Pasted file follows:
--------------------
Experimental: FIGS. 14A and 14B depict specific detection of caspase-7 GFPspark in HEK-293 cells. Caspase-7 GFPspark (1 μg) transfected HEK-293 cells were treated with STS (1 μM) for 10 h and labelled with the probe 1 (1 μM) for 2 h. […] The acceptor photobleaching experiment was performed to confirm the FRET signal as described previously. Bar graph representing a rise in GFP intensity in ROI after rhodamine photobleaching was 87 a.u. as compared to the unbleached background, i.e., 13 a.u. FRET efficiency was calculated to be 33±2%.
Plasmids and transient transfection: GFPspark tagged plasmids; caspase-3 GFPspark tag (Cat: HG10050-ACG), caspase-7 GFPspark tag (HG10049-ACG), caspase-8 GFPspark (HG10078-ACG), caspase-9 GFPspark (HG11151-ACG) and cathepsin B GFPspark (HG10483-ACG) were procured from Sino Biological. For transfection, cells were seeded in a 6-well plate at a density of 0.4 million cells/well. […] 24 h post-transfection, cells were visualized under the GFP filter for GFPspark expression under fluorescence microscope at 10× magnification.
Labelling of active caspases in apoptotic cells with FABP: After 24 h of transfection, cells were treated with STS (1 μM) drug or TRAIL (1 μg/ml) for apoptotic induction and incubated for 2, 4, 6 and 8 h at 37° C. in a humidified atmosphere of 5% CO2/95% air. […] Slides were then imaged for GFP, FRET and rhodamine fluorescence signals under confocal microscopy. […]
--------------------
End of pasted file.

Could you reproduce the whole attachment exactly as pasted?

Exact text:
Experimental: FIGS. 14A and 14B depict specific detection of caspase-7 GFPspark in HEK-293 cells. Caspase-7 GFPspark (1 μg) transfected HEK-293 cells were treated with STS (1 μM) for 10 h and labelled with the probe 1 (1 μM) for 2 h. […] The acceptor photobleaching experiment was performed to confirm the FRET signal as described previously. Bar graph representing a rise in GFP intensity in ROI after rhodamine photobleaching was 87 a.u. as compared to the unbleached background, i.e., 13 a.u. FRET efficiency was calculated to be 33±2%.
Plasmids and transient transfection: GFPspark tagged plasmids; caspase-3 GFPspark tag (Cat: HG10050-ACG), caspase-7 GFPspark tag (HG10049-ACG), caspase-8 GFPspark (HG10078-ACG), caspase-9 GFPspark (HG11151-ACG) and cathepsin B GFPspark (HG10483-ACG) were procured from Sino Biological. For transfection, cells were seeded in a 6-well plate at a density of 0.4 million cells/well. […] 24 h post-transfection, cells were visualized under the GFP filter for GFPspark expression under fluorescence microscope at 10× magnification.
Labelling of active caspases in apoptotic cells with FABP: After 24 h of transfection, cells were treated with STS (1 μM) drug or TRAIL (1 μg/ml) for apoptotic induction and incubated for 2, 4, 6 and 8 h at 37° C. in a humidified atmosphere of 5% CO2/95% air. […] Slides were then imaged for GFP, FRET and rhodamine fluorescence signals under confocal microscopy. […]